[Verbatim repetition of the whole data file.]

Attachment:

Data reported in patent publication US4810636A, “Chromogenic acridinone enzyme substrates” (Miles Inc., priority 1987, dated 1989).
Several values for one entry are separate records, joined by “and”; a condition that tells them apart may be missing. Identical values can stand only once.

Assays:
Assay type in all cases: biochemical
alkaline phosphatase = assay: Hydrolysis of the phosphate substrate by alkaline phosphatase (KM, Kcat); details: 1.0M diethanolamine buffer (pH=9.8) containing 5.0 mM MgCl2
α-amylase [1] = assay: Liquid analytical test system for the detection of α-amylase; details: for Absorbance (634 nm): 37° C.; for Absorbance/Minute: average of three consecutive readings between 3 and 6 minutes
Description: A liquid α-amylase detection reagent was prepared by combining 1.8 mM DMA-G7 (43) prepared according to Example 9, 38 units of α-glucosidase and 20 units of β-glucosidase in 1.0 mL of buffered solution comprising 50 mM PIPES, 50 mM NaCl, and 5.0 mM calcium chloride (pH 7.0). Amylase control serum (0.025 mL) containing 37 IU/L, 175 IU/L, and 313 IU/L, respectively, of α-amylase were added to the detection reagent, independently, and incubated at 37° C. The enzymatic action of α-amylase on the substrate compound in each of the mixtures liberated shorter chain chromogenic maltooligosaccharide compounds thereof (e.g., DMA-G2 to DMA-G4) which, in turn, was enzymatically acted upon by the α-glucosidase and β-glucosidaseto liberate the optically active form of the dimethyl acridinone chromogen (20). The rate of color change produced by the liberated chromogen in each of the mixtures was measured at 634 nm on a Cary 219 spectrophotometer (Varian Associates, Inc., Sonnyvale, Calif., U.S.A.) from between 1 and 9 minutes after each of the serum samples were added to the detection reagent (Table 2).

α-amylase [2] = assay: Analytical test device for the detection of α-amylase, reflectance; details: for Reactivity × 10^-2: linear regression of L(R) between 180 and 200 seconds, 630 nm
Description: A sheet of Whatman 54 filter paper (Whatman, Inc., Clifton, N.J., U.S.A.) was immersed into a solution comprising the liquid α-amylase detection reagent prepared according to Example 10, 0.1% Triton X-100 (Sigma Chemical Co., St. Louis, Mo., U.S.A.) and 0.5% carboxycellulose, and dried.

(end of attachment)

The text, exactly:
Data reported in patent publication US4810636A, “Chromogenic acridinone enzyme substrates” (Miles Inc., priority 1987, dated 1989).
Several values for one entry are separate records, joined by “and”; a condition that tells them apart may be missing. Identical values can stand only once.

Assays:
Assay type in all cases: biochemical
alkaline phosphatase = assay: Hydrolysis of the phosphate substrate by alkaline phosphatase (KM, Kcat); details: 1.0M diethanolamine buffer (pH=9.8) containing 5.0 mM MgCl2
α-amylase [1] = assay: Liquid analytical test system for the detection of α-amylase; details: for Absorbance (634 nm): 37° C.; for Absorbance/Minute: average of three consecutive readings between 3 and 6 minutes
Description: A liquid α-amylase detection reagent was prepared by combining 1.8 mM DMA-G7 (43) prepared according to Example 9, 38 units of α-glucosidase and 20 units of β-glucosidase in 1.0 mL of buffered solution comprising 50 mM PIPES, 50 mM NaCl, and 5.0 mM calcium chloride (pH 7.0). Amylase control serum (0.025 mL) containing 37 IU/L, 175 IU/L, and 313 IU/L, respectively, of α-amylase were added to the detection reagent, independently, and incubated at 37° C. The enzymatic action of α-amylase on the substrate compound in each of the mixtures liberated shorter chain chromogenic maltooligosaccharide compounds thereof (e.g., DMA-G2 to DMA-G4) which, in turn, was enzymatically acted upon by the α-glucosidase and β-glucosidaseto liberate the optically active form of the dimethyl acridinone chromogen (20). The rate of color change produced by the liberated chromogen in each of the mixtures was measured at 634 nm on a Cary 219 spectrophotometer (Varian Associates, Inc., Sonnyvale, Calif., U.S.A.) from between 1 and 9 minutes after each of the serum samples were added to the detection reagent (Table 2).

α-amylase [2] = assay: Analytical test device for the detection of α-amylase, reflectance; details: for Reactivity × 10^-2: linear regression of L(R) between 180 and 200 seconds, 630 nm
Description: A sheet of Whatman 54 filter paper (Whatman, Inc., Clifton, N.J., U.S.A.) was immersed into a solution comprising the liquid α-amylase detection reagent prepared according to Example 10, 0.1% Triton X-100 (Sigma Chemical Co., St. Louis, Mo., U.S.A.) and 0.5% carboxycellulose, and dried.